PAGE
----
Regional Reviews: Florida - Southern
The Music Man
Beginning as a patriotic homage to his hometown of Mason City, Iowa, bookwriter (with Franklin Lacey), composer, and lyricist Meredith Willson tells the story of "Professor" Harold Hill (Avenue Q's Tony-Award nominee John Tartaglia), a traveling con artist and chameleon who poses as a band organizer and leader when he arrives in River City, Iowa, in the 1950s. Planning to swindle the townsfolk out of their money like he's done many times before, Hill runs into old-mate-gone-straight Marcellus (Wesley Slade), who tells him to be wary of the real music teacher and librarian in town, Marian Paroo (songstress Julie Kleiner). Wasting no time in attempting to woo lady Paroo, Hill sets his sights on her but she's not falling for it. The rest of the townspeople, however, are not hip to his slippery ways. One by one, they follow his seeming lead, cajoled into thinking that he has musical skills, but they only fall prey to his fast talking and fast escaping instead. The jig ultimately is up, but the journey in between is peppered with lighthearted entertainment and comedy.
From the opening scene and throughout, The Music Man is vibrant, jubilant and cheeky. From the train ride from Rock Island, Illinois, to River City, Iowa, Hill's reputation precedes him. But rather than present him with sad, evil or villainous undertones, Willson and Lacey opted to go funny instead. Against Nicholas Doyle's attractive, multi-colored train set, the cast members bob and sway and repeat strings of lyrics in "Rock Island." Though this introductory number requires a lot of hard work and skill from its performers, the shtick gets old.
The period costumes are always a welcome sight. Though understated in tone and style, they are very comely and seem to be custom-tailored to each actor. Doyle's set design persists in wowing the audience. The building facades alternate between brick and colorful wood, but the juxtaposition is pleasing to the eye.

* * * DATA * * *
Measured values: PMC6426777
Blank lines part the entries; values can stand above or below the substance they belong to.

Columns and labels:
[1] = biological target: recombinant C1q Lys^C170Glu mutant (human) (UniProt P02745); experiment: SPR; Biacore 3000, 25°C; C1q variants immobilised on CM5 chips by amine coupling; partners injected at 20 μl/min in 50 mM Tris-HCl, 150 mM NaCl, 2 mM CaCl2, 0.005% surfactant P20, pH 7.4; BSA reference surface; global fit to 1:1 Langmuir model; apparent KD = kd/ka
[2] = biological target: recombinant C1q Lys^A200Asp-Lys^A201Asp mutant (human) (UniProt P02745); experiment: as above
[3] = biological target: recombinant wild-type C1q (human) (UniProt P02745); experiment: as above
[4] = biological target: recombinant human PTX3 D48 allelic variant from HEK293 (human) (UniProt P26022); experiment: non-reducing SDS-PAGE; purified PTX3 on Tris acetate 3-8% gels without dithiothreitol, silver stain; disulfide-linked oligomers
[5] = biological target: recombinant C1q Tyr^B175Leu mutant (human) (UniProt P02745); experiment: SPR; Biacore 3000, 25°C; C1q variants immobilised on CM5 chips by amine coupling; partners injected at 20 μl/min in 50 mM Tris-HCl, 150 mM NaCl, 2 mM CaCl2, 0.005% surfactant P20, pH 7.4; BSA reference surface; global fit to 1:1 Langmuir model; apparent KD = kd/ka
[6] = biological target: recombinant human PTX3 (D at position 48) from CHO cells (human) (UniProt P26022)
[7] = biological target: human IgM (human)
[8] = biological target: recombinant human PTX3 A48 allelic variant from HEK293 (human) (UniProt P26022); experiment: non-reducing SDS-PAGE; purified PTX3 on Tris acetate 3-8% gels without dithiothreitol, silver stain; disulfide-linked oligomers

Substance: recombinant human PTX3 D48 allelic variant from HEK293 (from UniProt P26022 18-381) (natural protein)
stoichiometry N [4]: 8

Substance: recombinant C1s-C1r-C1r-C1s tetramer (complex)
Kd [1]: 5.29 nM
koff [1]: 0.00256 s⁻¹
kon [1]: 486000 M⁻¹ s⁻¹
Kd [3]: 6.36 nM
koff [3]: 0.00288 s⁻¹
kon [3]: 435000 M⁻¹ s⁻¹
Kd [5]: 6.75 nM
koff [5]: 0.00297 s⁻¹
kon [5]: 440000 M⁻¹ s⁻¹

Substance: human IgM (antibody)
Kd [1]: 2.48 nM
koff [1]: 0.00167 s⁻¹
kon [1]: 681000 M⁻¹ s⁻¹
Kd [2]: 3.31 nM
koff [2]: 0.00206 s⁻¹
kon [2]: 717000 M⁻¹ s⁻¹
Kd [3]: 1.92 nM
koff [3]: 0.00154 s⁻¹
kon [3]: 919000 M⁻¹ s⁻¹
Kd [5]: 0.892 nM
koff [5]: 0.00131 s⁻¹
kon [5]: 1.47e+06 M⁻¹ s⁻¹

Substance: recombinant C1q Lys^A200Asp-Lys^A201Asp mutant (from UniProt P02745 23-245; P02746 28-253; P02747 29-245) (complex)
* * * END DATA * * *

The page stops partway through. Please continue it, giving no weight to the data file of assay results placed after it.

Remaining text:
Choreographer David Wanstreet and director Norb Joerder work together to produce some thrilling, energetic and nimble performances, highlighting the specialties of each actor, singer and dancer. Standing out amid a remarkable cast are Austin Carroll (Hot Shoe Shuffle's Tip) and the bickering board members who form the barbershop quartet. While the show is exhilarating and very engrossing, there is almost always a lot going on onstage. And while sensory overload can be a positive thing for a theatrical performance, there could be a few more quiet and straight moments here.
This production works because of the efforts of everyone involved. During its 2-1/2 hours with one 15-minute intermission, everyone works toward a common goal: for the satisfaction and enjoyment of the patrons. It is a tremendous feat for everyone to navigate the stage, led by Tartaglia making his Wick debut and Kleiner returning after a successful role as Polly in Crazy for You. This duo has wonderful chemistry, and they keep us invested in the story. The supporting cast and ensemble are just as strong. While the kinks aren't completely smoothed out, they don't distract from these noteworthy and electrifying achievements. It is sure to appease and astound.
The Music Man runs through December 26, 2019, at the Wick Theatre, 7901 N. Federal Highway, Boca Raton FL. Performances are Thursdays, Fridays and Saturdays at 7:30 p.m. and Wednesdays, Thursdays, Saturdays and Sundays at 2 p.m. Tickets are $75-85. For tickets and information, visit www.thewick.org or call 561-995-2333.